I know it seems like Condi Rice has been stalling on the whole diplomatic search for an immediate ceasefire. And I’m sure it seems like the delays have been designed to give Israel time to score some military victories on the ground in Lebanon before introducing a UN resolution. As it turns out, Rice was simply being gracious, insuring that US or Israeli policy would be frozen in time during my two-week absence. Thanks Condi! Go right ahead, now…
The US and the French have hammered out a draft UN “ceasefire” resolution, but as currently written it won’t amount to much. As the Washington Post (“Rice Calls Plan at U.N. Crucial Step to Peace“) reports,
The resolution does not call for Israeli troops to immediately withdraw from Lebanon, a point that has drawn sharp opposition from key players in the conflict…
The United States and France agreed on the proposed Security Council resolution Saturday to end the fighting between Israel and the Islamic militant group. The resolution calls for a “full cessation of hostilities,” including the immediate end of Hezbollah attacks and “all offensive military operations” by Israel.
So, Israel can stay in Lebanon, Hezbollah must stop all attacks and Israel only has to stop “offensive” operations. What does a “defensive” operation look like under these circumstances?
An obscure footnote in Caspar Weinberger’s 1990 memoir, Fighting for Peace, recounts a similar ceasefire deal from an earlier Israeli invasion of Lebanon:
“One of the… more creative interpretations of the term “cease-fire” was [Israeli Prime Minister Menachem] Begin’s claim, after the Israeli Defense Forces invaded Lebanon in June 19982, that he did not believe a cease-fire was a “cease fire in place.” And so the Israelis felt they could advance as long as they did not fire, and if the other side fired to halt the Israeli advance it was a violation of the cease-fire” (FFP, p.141).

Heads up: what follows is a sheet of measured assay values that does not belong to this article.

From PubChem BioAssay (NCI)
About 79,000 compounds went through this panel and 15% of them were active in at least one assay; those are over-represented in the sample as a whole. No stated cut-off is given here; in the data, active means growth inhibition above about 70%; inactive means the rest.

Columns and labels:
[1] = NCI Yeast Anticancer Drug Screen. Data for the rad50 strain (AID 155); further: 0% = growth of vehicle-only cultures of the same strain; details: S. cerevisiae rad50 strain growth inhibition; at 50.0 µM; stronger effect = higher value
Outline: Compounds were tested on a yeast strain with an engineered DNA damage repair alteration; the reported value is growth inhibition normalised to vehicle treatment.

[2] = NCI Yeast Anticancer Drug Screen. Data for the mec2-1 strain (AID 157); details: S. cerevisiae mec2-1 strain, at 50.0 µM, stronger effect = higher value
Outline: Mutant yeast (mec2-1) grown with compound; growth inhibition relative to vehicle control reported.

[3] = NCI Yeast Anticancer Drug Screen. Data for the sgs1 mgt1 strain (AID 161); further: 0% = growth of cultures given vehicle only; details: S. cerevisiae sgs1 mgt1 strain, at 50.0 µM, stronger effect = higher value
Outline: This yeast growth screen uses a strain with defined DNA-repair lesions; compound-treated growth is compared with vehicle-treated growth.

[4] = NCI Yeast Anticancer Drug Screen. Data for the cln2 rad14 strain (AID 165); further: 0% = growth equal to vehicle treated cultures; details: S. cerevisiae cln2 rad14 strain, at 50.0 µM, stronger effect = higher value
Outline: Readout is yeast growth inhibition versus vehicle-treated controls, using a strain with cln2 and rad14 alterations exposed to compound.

Rice herself was quick to point out that any deal at the UN would not necessarily lead to a halt in the fighting. Reuters reports,
If that resolution can be quickly voted on, Rice said, “I would hope that you would see very early on an end to large-scale violence…
That does not necessarily mean an end to all fighting in the short run because “these things take a while to wind down,” and there could be skirmishes for some time to come, she said.
“We’re trying to deal with a problem that has been festering and brewing in Lebanon now for years and years and years. So it’s not going to be solved by one resolution in the Security Council,” Rice said.
As Tony Karon has suggested over at Rootless Cosmopolitan
The purpose of the cease-fire deal, though, may not be to end the fighting — which Rice herself seems to admit is unlikely — but rather to make another attempt at winning diplomatic endorsement for Israel’s military campaign by isolating Hizballah as the obstacle to an internationally sanctioned peace.
No real signs of Bush administration retreat, here. Still, there are signs of disappointment. I have in mind Charles Krauthammer’s Washington Post column from Friday (“Israel’s Lost Moment“):
There is fierce debate in the United States about whether, in the post-Sept. 11 world, Israel is a net asset or liability. Hezbollah’s unprovoked attack on July 12 provided Israel the extraordinary opportunity to demonstrate its utility by making a major contribution to America’s war on terrorism…
The United States… has counted on Israel’s ability to do the job. It has been disappointed. Prime Minister Ehud Olmert has provided unsteady and uncertain leadership. Foolishly relying on air power alone, he denied his generals the ground offensive they wanted, only to reverse himself later.
I gather things are not going so well (from a strategic, in addition to a humanitarian, perspective) on the ground in Lebanon. Krauthammer blames the Israeli political leadership. But Hezbollah resistance is probably the real story here, at least according to the New York Times article, “A Disciplined Hezbollah Suprises Israel with its Training, Tactics, and Weapons.”